A Business Recorder exclusive revealed that the government is considering introducing a constitutional amendment, on the advice of Finance Minister Ishaq Dar, to allow the Election Commission of Pakistan (ECP) to engage in the delimitation exercise on the basis of provisional census 2017 results which have already been released. This was proposed after the Chief Census Commissioner, Pakistan Bureau of Statistics, informed the Council of Common Interest (CCI) that the census 2017 final results would not be available before April 2018.
The delimitation exercise is mandatory once the census has been officially published prior to the holding of general elections – as per Article 51 (5) of the constitution – and the ECP is constrained from undertaking this exercise on provisional results – section 17(2) of the Elections Act 2017 passed by the National Assembly on 22nd August 2017. This had prompted ECP Secretary Babar Yaqoob Fateh Mohammad to write to Law Secretary Karamat Hussain Niazi and bring it to his notice that the final census results would need to be available to the ECP in time (or three months prior to the holding of the general elections) to determine the seats in the National Assembly that should be allocated to each province (Federally Administered Tribal Areas and Islamabad) on the basis of the last preceding census officially published. Thus if the final census results are available to the ECP in April next year then the 2018 elections cannot be held prior to July 2018 which is past the due date.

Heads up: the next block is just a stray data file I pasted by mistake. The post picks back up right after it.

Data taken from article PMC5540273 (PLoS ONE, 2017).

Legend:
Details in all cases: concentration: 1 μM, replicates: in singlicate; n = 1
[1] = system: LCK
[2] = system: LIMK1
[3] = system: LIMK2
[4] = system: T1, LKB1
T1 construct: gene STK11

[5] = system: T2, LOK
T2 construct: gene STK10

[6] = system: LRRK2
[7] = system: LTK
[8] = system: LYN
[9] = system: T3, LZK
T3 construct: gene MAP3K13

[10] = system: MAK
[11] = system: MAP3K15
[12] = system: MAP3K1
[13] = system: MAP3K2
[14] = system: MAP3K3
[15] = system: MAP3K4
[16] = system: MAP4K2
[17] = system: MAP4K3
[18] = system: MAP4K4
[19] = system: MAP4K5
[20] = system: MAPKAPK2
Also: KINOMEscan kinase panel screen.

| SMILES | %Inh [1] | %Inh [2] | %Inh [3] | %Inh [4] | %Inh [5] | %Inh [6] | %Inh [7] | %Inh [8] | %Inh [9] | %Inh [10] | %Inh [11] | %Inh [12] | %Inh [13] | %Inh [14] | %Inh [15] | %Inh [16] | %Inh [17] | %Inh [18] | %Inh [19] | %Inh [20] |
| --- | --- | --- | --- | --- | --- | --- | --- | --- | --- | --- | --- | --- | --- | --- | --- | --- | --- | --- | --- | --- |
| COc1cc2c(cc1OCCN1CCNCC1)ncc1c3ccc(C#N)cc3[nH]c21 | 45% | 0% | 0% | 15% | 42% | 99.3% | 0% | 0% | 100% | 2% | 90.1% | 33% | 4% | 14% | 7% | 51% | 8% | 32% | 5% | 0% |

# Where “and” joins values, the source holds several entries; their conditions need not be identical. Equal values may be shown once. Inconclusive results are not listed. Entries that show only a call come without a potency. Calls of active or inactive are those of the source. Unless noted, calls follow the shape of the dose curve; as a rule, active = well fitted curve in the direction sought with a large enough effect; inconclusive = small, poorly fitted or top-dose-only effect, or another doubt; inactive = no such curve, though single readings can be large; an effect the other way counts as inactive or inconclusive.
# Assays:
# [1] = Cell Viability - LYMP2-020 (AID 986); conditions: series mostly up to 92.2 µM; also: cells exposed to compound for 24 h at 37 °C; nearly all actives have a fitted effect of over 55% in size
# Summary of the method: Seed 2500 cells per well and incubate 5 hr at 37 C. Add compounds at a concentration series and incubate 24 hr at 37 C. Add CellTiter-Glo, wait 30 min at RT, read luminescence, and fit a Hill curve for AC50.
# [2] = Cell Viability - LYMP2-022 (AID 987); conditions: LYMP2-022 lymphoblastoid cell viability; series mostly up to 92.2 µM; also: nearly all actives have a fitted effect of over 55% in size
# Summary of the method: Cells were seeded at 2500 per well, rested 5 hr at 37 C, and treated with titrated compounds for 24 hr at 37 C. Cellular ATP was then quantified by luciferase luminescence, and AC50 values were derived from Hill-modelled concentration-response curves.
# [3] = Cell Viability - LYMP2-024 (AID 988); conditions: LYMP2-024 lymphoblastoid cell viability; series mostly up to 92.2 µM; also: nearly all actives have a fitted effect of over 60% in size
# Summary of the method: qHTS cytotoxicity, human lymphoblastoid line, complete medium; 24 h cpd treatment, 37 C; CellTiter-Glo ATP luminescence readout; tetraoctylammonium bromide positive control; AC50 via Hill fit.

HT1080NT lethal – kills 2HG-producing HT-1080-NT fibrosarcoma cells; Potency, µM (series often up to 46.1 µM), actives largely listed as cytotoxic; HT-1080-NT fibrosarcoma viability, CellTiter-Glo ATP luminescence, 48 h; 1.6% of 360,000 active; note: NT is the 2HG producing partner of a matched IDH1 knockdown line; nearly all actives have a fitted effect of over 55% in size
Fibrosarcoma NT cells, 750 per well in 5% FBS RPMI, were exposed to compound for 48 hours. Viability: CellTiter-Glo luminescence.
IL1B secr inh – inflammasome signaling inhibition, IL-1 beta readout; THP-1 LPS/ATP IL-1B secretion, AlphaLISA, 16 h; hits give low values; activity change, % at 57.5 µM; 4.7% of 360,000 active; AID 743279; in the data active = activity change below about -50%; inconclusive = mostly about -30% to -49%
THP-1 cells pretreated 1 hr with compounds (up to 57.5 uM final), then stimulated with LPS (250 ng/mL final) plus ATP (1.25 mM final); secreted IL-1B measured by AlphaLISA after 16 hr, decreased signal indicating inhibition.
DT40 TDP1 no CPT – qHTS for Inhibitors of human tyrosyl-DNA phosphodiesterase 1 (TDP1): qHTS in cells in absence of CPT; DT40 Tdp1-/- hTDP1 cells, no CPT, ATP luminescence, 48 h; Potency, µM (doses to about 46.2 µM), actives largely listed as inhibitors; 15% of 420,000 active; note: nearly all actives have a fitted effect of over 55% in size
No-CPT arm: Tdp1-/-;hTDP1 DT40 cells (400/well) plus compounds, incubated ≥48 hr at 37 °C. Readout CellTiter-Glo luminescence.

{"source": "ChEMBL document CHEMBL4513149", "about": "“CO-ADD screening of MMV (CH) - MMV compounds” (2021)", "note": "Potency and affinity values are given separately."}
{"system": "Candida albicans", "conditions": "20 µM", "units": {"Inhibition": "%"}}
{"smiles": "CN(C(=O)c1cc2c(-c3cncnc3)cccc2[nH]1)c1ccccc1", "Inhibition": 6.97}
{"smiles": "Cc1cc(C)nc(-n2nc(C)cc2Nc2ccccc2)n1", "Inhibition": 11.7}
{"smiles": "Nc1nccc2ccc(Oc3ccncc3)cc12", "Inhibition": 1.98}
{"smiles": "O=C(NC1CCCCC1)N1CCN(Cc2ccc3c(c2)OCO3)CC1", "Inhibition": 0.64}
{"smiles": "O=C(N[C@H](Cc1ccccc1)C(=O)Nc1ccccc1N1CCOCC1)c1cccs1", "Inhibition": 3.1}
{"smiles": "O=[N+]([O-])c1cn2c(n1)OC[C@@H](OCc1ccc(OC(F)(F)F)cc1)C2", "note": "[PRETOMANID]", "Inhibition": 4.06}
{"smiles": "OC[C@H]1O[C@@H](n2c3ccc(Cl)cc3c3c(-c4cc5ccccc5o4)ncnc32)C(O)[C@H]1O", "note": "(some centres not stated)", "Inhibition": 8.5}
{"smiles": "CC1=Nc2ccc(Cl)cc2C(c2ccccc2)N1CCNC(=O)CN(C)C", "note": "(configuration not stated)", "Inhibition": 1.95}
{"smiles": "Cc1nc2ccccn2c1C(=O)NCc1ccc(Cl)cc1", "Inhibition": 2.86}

The provisional census 2017 results have however generated a considerable controversy. Sindh is in the forefront challenging the provisional data compiled by the PBS. Chief Minister Murad Ali Shah has stated that the PPP is taking all other parties on board (various factions of MQM as well as PSP have also expressed extreme reservations on the census data for Karachi and Hyderabad) to develop a joint strategy to challenge the census data and maintained that “it is quite surprising that in the initial reports of census the population of the metropolis [Karachi] during the last 18 years has increased from over 10 million to just 14 million”. Balochistan government has also expressed reservations on the large number of Afghans living in the province fearing that the Baloch may become a minority group in Balochistan and urged the government not to include Afghans in the census even though given the provisional census results indicate that the number of the provincial seats in the National Assembly would rise as a consequence.
The rate of growth of the population of Punjab has declined and a delimitation exercise would reduce the province’s seats in the assembly while Khyber Pakhtunkhwa would gain seats as would Sindh.
It is relevant to note that prior to the census exercise, MQM and Balochistan had expressed reservations while Sindh government had requested that raw data be shared with the provinces to enable them to reaffirm the findings. That has not been done and Kamran Michael, the Statistics Minister, recently stated that the census data is accurate and those who have reservations should take up the matter in the CCI or parliament. It is unfortunate that such a line has been taken by the government given that in the CCI the federal government’s opinion would prevail (as it is in the majority and the constitution allows the majority opinion to prevail) as it would in National Assembly where the PML-N also has a majority. This approach does not bode well for harmonious relations within the federation and one would hope that a process that takes everyone on board be the preferred way forward.